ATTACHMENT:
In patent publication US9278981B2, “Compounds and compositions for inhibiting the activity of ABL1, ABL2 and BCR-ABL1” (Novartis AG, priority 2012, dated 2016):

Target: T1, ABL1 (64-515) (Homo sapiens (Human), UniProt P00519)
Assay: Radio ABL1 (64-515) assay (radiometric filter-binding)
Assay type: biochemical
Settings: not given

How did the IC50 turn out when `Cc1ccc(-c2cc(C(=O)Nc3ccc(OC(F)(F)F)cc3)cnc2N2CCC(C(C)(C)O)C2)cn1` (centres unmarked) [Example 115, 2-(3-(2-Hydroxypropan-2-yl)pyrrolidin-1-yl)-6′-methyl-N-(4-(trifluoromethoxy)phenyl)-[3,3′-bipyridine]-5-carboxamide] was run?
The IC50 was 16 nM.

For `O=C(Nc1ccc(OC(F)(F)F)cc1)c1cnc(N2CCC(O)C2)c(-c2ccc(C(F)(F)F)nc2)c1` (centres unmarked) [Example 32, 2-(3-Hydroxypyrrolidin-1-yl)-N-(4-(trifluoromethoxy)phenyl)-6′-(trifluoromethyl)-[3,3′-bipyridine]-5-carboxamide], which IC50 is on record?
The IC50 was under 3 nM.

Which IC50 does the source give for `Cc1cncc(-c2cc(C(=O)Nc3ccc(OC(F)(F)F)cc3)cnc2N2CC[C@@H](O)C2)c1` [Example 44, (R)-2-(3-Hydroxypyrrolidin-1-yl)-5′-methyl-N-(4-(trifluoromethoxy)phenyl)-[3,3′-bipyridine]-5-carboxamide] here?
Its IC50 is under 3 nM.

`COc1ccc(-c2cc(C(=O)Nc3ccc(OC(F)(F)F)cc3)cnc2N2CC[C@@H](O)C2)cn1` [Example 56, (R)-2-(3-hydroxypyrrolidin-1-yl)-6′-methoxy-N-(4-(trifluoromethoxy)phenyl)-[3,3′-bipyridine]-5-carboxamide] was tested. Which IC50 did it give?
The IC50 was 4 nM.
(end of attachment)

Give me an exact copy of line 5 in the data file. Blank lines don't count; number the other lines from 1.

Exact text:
Settings: not given